The Yomiuri ShimbunThe Japanese government is increasing its vigilance against North Korea, as it believes North Korea has accepted Seoul’s offer of high-level talks because Pyongyang is aiming to fracture the solidarity among Japan, the United States and South Korea, which are putting pressure on Pyongyang.
“North Korea has consistently been engaging in its nuclear and missile development. While showing its willingness for dialogue, on the other hand it has been taking provocative actions. As a result, the international community has been betrayed,” Defense Minister Itsunori Onodera said at a press conference on Friday, openly expressing his skepticism about Pyongyang’s soft approach to the high-level talks.
Regarding the fact that North Korea has shown a stance of accepting dialogue immediately before the Pyeongchang Winter Olympics, the Japanese government believes North Korea is trying to rattle South Korea. As a senior Foreign Ministry official said, “Taking advantage of South Korea, which wants to hold the Olympics successfully, [North Korea] is aiming to stir up [Seoul].”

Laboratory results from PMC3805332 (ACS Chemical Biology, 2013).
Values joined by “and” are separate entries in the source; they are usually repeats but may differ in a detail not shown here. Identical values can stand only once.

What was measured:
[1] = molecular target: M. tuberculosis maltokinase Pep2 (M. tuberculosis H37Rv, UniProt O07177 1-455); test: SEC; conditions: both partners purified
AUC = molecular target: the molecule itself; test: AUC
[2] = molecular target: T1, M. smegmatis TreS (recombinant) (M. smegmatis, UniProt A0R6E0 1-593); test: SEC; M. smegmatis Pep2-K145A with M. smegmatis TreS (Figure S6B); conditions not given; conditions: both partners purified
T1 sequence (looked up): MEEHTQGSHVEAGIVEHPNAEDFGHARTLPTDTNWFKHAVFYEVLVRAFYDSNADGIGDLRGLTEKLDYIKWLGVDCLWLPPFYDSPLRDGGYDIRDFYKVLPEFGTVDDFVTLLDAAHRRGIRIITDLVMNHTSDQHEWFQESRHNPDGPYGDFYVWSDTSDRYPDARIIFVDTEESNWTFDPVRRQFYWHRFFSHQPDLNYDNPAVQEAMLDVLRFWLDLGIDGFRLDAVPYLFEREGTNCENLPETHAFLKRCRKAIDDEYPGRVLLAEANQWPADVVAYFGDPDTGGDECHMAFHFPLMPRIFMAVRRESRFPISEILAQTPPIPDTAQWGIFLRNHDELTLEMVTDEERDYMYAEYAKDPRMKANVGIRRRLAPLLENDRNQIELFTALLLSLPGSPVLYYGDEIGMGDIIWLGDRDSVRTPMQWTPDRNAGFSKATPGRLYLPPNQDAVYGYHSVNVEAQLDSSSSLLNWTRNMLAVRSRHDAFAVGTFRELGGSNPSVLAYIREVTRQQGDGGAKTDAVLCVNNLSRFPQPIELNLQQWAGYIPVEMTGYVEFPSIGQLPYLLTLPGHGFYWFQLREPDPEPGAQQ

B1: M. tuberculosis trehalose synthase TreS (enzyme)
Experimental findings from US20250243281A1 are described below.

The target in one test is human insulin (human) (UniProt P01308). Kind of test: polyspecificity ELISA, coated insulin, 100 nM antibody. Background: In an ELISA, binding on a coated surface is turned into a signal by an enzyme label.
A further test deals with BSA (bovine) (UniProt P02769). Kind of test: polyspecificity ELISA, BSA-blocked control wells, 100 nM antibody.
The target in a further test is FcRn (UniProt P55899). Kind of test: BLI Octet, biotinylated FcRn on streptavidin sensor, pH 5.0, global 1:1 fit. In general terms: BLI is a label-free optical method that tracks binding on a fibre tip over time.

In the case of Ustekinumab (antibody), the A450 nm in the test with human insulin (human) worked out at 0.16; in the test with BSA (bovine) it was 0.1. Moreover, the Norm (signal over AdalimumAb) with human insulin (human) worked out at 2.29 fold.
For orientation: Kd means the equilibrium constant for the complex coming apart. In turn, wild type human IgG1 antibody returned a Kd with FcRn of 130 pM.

The Japanese government is also concerned that the administration of South Korean President Moon Jae In, who takes a conciliatory attitude toward North Korea, might drop its approach of putting pressure on Pyongyang.
In telephone talks on Friday, Kenji Kanasugi, director general of the Foreign Ministry’s Asian and Oceanian Affairs Bureau, reconfirmed with Joseph Yun, U.S. special representative for North Korean policy, the necessity of enhancing pressure on North Korea.
Ahead of the North-South talks, the Japanese and U.S. governments intend to strongly urge South Korea not to make concessions to North Korea.
Kanasugi plans to visit South Korea from Sunday, and meet with Lee Do Hoon — the South Korean Foreign Ministry’s special representative for Korean Peninsula peace and security affairs — and other officials to call on South Korea to strengthen their solidarity.
The Japanese government intends to continue applying pressure on North Korea in cooperation with the United States and other countries if Pyongyang does not abandon its nuclear and missile development. It also intends to ask countries such as China and Russia, which have strong relationships with North Korea, to strictly implement sanctions based on U.N. Security Council resolutions.
Chief Cabinet Secretary Yoshihide Suga said emphatically at a press conference on Friday, “While cooperating with the United States and South Korea and collaborating with related countries, including China and Russia, [the Japanese government] will increase its pressure as much as possible through every possible measure to make North Korea change its policies.” Speech